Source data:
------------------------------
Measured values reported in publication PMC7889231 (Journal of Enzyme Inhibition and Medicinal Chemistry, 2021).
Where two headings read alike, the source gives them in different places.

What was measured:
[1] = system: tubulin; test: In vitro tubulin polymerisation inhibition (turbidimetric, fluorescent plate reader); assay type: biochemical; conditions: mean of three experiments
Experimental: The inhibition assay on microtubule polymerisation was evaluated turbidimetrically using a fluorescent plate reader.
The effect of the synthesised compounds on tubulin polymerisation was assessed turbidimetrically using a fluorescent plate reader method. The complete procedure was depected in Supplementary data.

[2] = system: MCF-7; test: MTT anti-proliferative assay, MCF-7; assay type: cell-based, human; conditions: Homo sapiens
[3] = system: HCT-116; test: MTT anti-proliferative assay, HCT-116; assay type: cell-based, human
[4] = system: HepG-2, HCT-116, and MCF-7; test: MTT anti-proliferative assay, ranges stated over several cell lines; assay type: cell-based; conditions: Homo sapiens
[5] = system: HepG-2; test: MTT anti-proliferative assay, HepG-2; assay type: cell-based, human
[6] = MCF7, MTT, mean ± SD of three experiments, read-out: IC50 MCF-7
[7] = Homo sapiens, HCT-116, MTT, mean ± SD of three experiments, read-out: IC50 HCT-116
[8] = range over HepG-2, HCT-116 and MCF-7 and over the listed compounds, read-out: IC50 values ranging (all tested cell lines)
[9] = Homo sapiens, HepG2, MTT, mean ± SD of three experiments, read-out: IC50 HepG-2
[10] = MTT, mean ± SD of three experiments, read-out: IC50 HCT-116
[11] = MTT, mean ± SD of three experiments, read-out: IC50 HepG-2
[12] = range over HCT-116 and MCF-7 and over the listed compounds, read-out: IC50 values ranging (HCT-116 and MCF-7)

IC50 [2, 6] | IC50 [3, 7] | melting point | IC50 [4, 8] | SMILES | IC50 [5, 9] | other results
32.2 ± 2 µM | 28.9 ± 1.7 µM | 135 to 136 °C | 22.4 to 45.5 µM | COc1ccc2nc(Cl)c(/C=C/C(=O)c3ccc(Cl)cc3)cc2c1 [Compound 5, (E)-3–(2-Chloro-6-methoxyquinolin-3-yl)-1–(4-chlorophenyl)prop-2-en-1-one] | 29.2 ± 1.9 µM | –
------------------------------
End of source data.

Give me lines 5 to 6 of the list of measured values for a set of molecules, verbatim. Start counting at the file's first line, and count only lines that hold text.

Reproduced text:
Experimental: The inhibition assay on microtubule polymerisation was evaluated turbidimetrically using a fluorescent plate reader.
The effect of the synthesised compounds on tubulin polymerisation was assessed turbidimetrically using a fluorescent plate reader method. The complete procedure was depected in Supplementary data.